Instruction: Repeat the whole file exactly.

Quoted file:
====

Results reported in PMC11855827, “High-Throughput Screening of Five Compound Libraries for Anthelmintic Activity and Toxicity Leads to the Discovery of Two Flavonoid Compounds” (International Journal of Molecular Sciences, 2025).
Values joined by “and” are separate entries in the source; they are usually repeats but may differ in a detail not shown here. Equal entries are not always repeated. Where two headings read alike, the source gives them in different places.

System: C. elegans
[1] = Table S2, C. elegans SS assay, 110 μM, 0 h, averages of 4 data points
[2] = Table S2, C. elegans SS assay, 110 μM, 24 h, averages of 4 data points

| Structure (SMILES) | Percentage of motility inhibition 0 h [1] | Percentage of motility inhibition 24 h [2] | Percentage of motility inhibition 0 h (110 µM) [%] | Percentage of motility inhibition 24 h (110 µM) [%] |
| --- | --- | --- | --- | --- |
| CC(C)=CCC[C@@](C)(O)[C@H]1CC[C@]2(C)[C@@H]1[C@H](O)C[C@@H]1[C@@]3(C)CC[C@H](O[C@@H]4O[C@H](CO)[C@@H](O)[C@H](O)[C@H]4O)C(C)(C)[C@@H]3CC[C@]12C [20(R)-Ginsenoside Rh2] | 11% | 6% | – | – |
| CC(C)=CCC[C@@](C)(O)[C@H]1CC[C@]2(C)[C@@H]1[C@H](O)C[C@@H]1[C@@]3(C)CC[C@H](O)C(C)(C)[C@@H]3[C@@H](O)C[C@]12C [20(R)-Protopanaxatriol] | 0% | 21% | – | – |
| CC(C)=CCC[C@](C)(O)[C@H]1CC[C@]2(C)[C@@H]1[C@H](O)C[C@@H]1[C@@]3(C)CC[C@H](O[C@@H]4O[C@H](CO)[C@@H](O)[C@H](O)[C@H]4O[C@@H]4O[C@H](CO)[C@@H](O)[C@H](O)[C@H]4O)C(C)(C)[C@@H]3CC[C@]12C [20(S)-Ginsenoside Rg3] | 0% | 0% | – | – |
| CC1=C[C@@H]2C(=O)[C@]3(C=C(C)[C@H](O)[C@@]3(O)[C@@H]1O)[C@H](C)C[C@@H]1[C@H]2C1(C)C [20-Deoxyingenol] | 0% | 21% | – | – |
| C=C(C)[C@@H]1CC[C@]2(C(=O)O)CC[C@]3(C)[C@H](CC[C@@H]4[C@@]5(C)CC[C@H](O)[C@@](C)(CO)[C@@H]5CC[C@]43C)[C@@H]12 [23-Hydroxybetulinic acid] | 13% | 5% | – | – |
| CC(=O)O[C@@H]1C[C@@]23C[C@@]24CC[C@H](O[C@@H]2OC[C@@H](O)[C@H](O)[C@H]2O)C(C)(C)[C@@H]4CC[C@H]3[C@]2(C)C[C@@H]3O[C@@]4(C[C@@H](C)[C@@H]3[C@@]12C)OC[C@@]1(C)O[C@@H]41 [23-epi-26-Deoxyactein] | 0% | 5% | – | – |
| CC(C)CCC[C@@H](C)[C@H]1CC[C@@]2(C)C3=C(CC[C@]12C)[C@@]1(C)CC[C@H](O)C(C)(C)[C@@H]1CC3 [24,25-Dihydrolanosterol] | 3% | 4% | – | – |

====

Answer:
Results reported in PMC11855827, “High-Throughput Screening of Five Compound Libraries for Anthelmintic Activity and Toxicity Leads to the Discovery of Two Flavonoid Compounds” (International Journal of Molecular Sciences, 2025).
Values joined by “and” are separate entries in the source; they are usually repeats but may differ in a detail not shown here. Equal entries are not always repeated. Where two headings read alike, the source gives them in different places.

System: C. elegans
[1] = Table S2, C. elegans SS assay, 110 μM, 0 h, averages of 4 data points
[2] = Table S2, C. elegans SS assay, 110 μM, 24 h, averages of 4 data points

| Structure (SMILES) | Percentage of motility inhibition 0 h [1] | Percentage of motility inhibition 24 h [2] | Percentage of motility inhibition 0 h (110 µM) [%] | Percentage of motility inhibition 24 h (110 µM) [%] |
| --- | --- | --- | --- | --- |
| CC(C)=CCC[C@@](C)(O)[C@H]1CC[C@]2(C)[C@@H]1[C@H](O)C[C@@H]1[C@@]3(C)CC[C@H](O[C@@H]4O[C@H](CO)[C@@H](O)[C@H](O)[C@H]4O)C(C)(C)[C@@H]3CC[C@]12C [20(R)-Ginsenoside Rh2] | 11% | 6% | – | – |
| CC(C)=CCC[C@@](C)(O)[C@H]1CC[C@]2(C)[C@@H]1[C@H](O)C[C@@H]1[C@@]3(C)CC[C@H](O)C(C)(C)[C@@H]3[C@@H](O)C[C@]12C [20(R)-Protopanaxatriol] | 0% | 21% | – | – |
| CC(C)=CCC[C@](C)(O)[C@H]1CC[C@]2(C)[C@@H]1[C@H](O)C[C@@H]1[C@@]3(C)CC[C@H](O[C@@H]4O[C@H](CO)[C@@H](O)[C@H](O)[C@H]4O[C@@H]4O[C@H](CO)[C@@H](O)[C@H](O)[C@H]4O)C(C)(C)[C@@H]3CC[C@]12C [20(S)-Ginsenoside Rg3] | 0% | 0% | – | – |
| CC1=C[C@@H]2C(=O)[C@]3(C=C(C)[C@H](O)[C@@]3(O)[C@@H]1O)[C@H](C)C[C@@H]1[C@H]2C1(C)C [20-Deoxyingenol] | 0% | 21% | – | – |
| C=C(C)[C@@H]1CC[C@]2(C(=O)O)CC[C@]3(C)[C@H](CC[C@@H]4[C@@]5(C)CC[C@H](O)[C@@](C)(CO)[C@@H]5CC[C@]43C)[C@@H]12 [23-Hydroxybetulinic acid] | 13% | 5% | – | – |
| CC(=O)O[C@@H]1C[C@@]23C[C@@]24CC[C@H](O[C@@H]2OC[C@@H](O)[C@H](O)[C@H]2O)C(C)(C)[C@@H]4CC[C@H]3[C@]2(C)C[C@@H]3O[C@@]4(C[C@@H](C)[C@@H]3[C@@]12C)OC[C@@]1(C)O[C@@H]41 [23-epi-26-Deoxyactein] | 0% | 5% | – | – |
| CC(C)CCC[C@@H](C)[C@H]1CC[C@@]2(C)C3=C(CC[C@]12C)[C@@]1(C)CC[C@H](O)C(C)(C)[C@@H]1CC3 [24,25-Dihydrolanosterol] | 3% | 4% | – | – |